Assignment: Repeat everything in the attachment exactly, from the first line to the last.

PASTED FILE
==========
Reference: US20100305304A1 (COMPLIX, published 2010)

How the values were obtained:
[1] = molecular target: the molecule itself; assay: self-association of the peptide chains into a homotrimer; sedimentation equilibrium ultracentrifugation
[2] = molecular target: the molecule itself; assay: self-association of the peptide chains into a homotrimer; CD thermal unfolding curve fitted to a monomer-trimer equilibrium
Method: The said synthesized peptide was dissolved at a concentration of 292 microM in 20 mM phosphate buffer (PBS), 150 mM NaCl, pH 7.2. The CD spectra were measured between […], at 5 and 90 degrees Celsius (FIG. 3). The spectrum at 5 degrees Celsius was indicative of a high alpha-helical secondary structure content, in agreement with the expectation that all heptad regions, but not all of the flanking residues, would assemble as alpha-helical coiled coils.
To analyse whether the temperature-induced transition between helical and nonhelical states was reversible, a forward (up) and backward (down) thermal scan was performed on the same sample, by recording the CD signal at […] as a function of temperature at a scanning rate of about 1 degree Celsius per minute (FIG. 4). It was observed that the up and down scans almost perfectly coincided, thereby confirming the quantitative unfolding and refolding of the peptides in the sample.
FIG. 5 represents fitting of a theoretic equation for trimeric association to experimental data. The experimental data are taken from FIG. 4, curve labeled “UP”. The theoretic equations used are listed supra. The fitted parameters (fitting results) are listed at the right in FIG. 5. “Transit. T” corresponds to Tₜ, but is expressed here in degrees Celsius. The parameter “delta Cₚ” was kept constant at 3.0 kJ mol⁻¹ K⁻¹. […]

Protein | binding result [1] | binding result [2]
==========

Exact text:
Reference: US20100305304A1 (COMPLIX, published 2010)

How the values were obtained:
[1] = molecular target: the molecule itself; assay: self-association of the peptide chains into a homotrimer; sedimentation equilibrium ultracentrifugation
[2] = molecular target: the molecule itself; assay: self-association of the peptide chains into a homotrimer; CD thermal unfolding curve fitted to a monomer-trimer equilibrium
Method: The said synthesized peptide was dissolved at a concentration of 292 microM in 20 mM phosphate buffer (PBS), 150 mM NaCl, pH 7.2. The CD spectra were measured between […], at 5 and 90 degrees Celsius (FIG. 3). The spectrum at 5 degrees Celsius was indicative of a high alpha-helical secondary structure content, in agreement with the expectation that all heptad regions, but not all of the flanking residues, would assemble as alpha-helical coiled coils.
To analyse whether the temperature-induced transition between helical and nonhelical states was reversible, a forward (up) and backward (down) thermal scan was performed on the same sample, by recording the CD signal at […] as a function of temperature at a scanning rate of about 1 degree Celsius per minute (FIG. 4). It was observed that the up and down scans almost perfectly coincided, thereby confirming the quantitative unfolding and refolding of the peptides in the sample.
FIG. 5 represents fitting of a theoretic equation for trimeric association to experimental data. The experimental data are taken from FIG. 4, curve labeled “UP”. The theoretic equations used are listed supra. The fitted parameters (fitting results) are listed at the right in FIG. 5. “Transit. T” corresponds to Tₜ, but is expressed here in degrees Celsius. The parameter “delta Cₚ” was kept constant at 3.0 kJ mol⁻¹ K⁻¹. […]

Protein | binding result [1] | binding result [2]